E-scooter injuries sees a rise in hospital attendances, new data shows
Electric scooter accidents that have resulted in injured riders being taken to hospital have more than tripled in the past year, new data reveals, as popularity in the transport activity grows.
Data from Monash University’s Victorian Injury Surveillance Unit showed 427 riders attended emergency departments in the past financial year compared to 128 in 2020-21, a jump of 234 per cent.
Most injuries were for fractures with 44 incidents recorded, followed by dislocations, sprains and strains (18), the data showed, which was taken from Victorian public hospitals with 24-hour emergency departments.
The highest proportion of injuries had taken place on a road, street, or highway (which included footpaths) with 250 incidents recorded in the past year compared to 57 in 2020-21.
People aged between 20 and 29 accounted for the highest frequency of e-scooter injuries.
Victorian Injury Surveillance Unit analyst Dr Jane Hayman said the rise in people being taken to hospital was not surprising due to the City of Melbourne being one of four local government areas selected to test an e-scooter hire scheme, alongside two other inner-city councils (Yarra and Port Phillip) and the City of Ballarat, with this form of transport becoming ever more popular.
“In terms of the burden of injury, the numbers are small,” she said, adding 427 hospitalisations were “not alarming” when compared with cyclist injuries which accounted for more than 10,000 emergency presentations each year.
Overall, the data showed the cause of e-scooter injuries were a result of riders falling off, with 344 incidents recorded in the past year, followed by people colliding with vehicles (30), transport injuries (27), and collisions with bikes (five).
Five pedestrians had also been struck in the past year; a new category that hadn’t been recorded in previous years, however, the data did not include pedestrians who had been taken hospital.
Dr Hayman made it clear that the data “doesn’t tell us where the [e-scooter] accident happened” but presumed most had occurred in Melbourne.
According to the Department of Transport (DoT), more than two million trips have been recorded under the 12-month e-scooter trial (through companies Neuron Mobility and Lime) which began in February 2022.
“The safety of all road users is our priority, and we will continue to work with Victoria Police, participating councils and e-scooter operators to ensure everyone is doing the right thing and staying safe,” a DoT spokesperson said.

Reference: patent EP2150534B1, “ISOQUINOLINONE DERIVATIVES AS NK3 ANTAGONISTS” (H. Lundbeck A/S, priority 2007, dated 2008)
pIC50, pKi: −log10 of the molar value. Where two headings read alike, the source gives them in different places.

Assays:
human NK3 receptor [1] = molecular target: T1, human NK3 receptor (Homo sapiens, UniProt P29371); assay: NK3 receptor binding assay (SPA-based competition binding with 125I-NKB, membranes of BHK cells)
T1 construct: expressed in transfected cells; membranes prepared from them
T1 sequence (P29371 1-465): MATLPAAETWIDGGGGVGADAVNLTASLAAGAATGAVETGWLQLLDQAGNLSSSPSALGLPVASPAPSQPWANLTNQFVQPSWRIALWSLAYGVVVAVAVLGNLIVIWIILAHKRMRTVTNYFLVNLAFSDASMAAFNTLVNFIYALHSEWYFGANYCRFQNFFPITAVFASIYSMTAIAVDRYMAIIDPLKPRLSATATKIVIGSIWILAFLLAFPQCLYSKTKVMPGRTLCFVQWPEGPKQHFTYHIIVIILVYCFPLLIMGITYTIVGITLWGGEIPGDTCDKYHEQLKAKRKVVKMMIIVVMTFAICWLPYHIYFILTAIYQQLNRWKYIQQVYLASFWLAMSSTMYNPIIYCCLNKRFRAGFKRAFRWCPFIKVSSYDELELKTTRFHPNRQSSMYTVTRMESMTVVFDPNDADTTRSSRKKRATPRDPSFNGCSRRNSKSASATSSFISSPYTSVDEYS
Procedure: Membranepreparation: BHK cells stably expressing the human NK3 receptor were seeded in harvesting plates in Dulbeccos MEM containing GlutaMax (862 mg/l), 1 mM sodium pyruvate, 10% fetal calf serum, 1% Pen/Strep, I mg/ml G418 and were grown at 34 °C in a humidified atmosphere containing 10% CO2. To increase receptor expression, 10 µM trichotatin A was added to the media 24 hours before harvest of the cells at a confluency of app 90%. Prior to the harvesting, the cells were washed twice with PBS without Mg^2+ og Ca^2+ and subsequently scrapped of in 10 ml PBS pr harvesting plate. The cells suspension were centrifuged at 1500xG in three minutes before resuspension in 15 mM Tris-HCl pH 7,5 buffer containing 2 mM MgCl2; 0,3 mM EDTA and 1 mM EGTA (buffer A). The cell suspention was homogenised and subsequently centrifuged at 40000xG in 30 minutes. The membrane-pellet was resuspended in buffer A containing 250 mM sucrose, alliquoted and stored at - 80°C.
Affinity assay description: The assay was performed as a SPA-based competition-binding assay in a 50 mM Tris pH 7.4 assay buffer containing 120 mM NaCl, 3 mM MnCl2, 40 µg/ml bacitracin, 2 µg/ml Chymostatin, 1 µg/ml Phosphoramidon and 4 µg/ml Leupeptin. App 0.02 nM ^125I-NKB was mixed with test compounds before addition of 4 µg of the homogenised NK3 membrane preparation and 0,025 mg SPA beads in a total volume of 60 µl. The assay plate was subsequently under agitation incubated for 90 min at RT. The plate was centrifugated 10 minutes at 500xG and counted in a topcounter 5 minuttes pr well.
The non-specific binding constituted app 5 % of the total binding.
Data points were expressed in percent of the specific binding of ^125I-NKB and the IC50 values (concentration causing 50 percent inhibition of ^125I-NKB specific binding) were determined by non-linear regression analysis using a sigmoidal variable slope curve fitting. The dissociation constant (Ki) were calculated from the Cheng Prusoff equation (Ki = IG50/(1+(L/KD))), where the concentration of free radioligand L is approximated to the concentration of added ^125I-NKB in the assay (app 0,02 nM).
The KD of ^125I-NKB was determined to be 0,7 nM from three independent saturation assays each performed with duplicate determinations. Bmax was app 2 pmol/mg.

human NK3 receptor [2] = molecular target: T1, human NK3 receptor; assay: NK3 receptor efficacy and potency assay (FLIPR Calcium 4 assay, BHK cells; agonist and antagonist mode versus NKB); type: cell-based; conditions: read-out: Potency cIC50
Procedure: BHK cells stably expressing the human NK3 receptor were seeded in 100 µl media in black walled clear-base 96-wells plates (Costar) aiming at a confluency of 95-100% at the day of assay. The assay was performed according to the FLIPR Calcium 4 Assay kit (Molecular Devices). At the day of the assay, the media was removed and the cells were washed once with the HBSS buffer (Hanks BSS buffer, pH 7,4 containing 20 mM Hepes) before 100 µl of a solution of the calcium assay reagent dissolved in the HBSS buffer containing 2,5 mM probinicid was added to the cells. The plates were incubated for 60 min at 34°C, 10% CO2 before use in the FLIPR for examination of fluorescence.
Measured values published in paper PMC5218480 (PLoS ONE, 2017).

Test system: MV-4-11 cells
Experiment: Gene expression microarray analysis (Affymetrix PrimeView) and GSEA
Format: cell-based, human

“An independent oversight panel will make recommendations about the future of the e-scooter trials closer to their finish date.” •
According to the DoT, both trial operators Lime and Neuron Mobility reported that more than 99.99 per cent of rides have been free of incident since the trial began.
Victoria Police has issued 744 e-scooter infringements issued across Victoria between December 2021 and October 30, 2022.
“Many of infringements issued are for failure to wear a helmet (183), riding e-scooters on a footpath (243) and carrying more than one person on an e-scooter (123),” a statement from police said.
“Only e-scooters supplied by the approved trial operators in the approved local government areas are permitted for use – privately owned e-scooters continue to be prohibited on public roads, bicycle lanes and footpaths.”
City of Melbourne Lord Mayor Sally Capp said the council had seen a surge in e-scooter use and was participating in the trial to “work out the safest way for this new mode of transport to be used on our streets and roads”.
“We’re confident that Melburnians can use e-scooters responsibly and support Victoria Police’s ongoing campaign to better educate riders about the rules to help keep the community safe,” she said.
A Victoria Walks spokesperson said the fear of being knocked over was front of mind for older walkers.
“We know from police, and from anecdotal observation, that there is illegal e scooter use occurring on footpaths, which makes walking less safe and appealing, particularly for older people and people with vision or mobility impairment,” the spokesperson said.